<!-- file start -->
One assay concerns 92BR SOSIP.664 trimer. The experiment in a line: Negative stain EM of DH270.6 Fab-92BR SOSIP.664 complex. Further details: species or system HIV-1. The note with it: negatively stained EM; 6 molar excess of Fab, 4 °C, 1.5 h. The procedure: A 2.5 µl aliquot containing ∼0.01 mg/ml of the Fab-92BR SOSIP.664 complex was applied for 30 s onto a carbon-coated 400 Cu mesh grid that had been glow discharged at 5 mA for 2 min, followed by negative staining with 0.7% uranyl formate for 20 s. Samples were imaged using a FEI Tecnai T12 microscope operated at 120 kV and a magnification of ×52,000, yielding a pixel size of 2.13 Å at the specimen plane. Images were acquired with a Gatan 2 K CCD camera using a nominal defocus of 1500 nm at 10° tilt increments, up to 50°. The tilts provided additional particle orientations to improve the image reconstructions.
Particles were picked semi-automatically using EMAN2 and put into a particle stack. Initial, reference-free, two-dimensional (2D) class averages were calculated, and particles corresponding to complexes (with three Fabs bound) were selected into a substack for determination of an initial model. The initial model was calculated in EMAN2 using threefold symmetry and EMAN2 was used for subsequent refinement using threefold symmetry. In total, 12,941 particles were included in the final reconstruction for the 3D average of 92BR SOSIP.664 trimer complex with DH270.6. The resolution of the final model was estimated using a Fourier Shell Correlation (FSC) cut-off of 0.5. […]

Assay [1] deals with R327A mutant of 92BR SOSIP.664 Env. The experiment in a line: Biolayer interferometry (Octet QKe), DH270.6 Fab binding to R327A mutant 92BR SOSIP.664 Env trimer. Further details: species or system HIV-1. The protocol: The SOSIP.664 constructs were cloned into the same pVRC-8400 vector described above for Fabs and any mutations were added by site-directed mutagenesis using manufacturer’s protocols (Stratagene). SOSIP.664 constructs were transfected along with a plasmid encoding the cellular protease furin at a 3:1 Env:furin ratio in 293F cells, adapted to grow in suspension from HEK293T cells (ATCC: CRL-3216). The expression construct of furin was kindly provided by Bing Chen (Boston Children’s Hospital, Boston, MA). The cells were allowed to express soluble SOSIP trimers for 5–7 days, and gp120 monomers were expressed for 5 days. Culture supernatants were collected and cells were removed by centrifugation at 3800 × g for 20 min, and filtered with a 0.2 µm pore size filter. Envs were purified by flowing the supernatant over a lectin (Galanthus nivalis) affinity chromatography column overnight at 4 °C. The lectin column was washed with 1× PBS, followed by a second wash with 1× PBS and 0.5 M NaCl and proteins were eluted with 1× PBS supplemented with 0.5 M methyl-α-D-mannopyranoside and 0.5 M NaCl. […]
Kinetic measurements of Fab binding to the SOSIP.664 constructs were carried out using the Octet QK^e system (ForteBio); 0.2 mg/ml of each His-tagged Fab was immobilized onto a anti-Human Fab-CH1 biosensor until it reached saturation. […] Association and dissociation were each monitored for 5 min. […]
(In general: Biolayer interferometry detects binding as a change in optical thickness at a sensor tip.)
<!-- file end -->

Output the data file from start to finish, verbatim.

One assay concerns 92BR SOSIP.664 trimer. The experiment in a line: Negative stain EM of DH270.6 Fab-92BR SOSIP.664 complex. Further details: species or system HIV-1. The note with it: negatively stained EM; 6 molar excess of Fab, 4 °C, 1.5 h. The procedure: A 2.5 µl aliquot containing ∼0.01 mg/ml of the Fab-92BR SOSIP.664 complex was applied for 30 s onto a carbon-coated 400 Cu mesh grid that had been glow discharged at 5 mA for 2 min, followed by negative staining with 0.7% uranyl formate for 20 s. Samples were imaged using a FEI Tecnai T12 microscope operated at 120 kV and a magnification of ×52,000, yielding a pixel size of 2.13 Å at the specimen plane. Images were acquired with a Gatan 2 K CCD camera using a nominal defocus of 1500 nm at 10° tilt increments, up to 50°. The tilts provided additional particle orientations to improve the image reconstructions.
Particles were picked semi-automatically using EMAN2 and put into a particle stack. Initial, reference-free, two-dimensional (2D) class averages were calculated, and particles corresponding to complexes (with three Fabs bound) were selected into a substack for determination of an initial model. The initial model was calculated in EMAN2 using threefold symmetry and EMAN2 was used for subsequent refinement using threefold symmetry. In total, 12,941 particles were included in the final reconstruction for the 3D average of 92BR SOSIP.664 trimer complex with DH270.6. The resolution of the final model was estimated using a Fourier Shell Correlation (FSC) cut-off of 0.5. […]

Assay [1] deals with R327A mutant of 92BR SOSIP.664 Env. The experiment in a line: Biolayer interferometry (Octet QKe), DH270.6 Fab binding to R327A mutant 92BR SOSIP.664 Env trimer. Further details: species or system HIV-1. The protocol: The SOSIP.664 constructs were cloned into the same pVRC-8400 vector described above for Fabs and any mutations were added by site-directed mutagenesis using manufacturer’s protocols (Stratagene). SOSIP.664 constructs were transfected along with a plasmid encoding the cellular protease furin at a 3:1 Env:furin ratio in 293F cells, adapted to grow in suspension from HEK293T cells (ATCC: CRL-3216). The expression construct of furin was kindly provided by Bing Chen (Boston Children’s Hospital, Boston, MA). The cells were allowed to express soluble SOSIP trimers for 5–7 days, and gp120 monomers were expressed for 5 days. Culture supernatants were collected and cells were removed by centrifugation at 3800 × g for 20 min, and filtered with a 0.2 µm pore size filter. Envs were purified by flowing the supernatant over a lectin (Galanthus nivalis) affinity chromatography column overnight at 4 °C. The lectin column was washed with 1× PBS, followed by a second wash with 1× PBS and 0.5 M NaCl and proteins were eluted with 1× PBS supplemented with 0.5 M methyl-α-D-mannopyranoside and 0.5 M NaCl. […]
Kinetic measurements of Fab binding to the SOSIP.664 constructs were carried out using the Octet QK^e system (ForteBio); 0.2 mg/ml of each His-tagged Fab was immobilized onto a anti-Human Fab-CH1 biosensor until it reached saturation. […] Association and dissociation were each monitored for 5 min. […]
(In general: Biolayer interferometry detects binding as a change in optical thickness at a sensor tip.)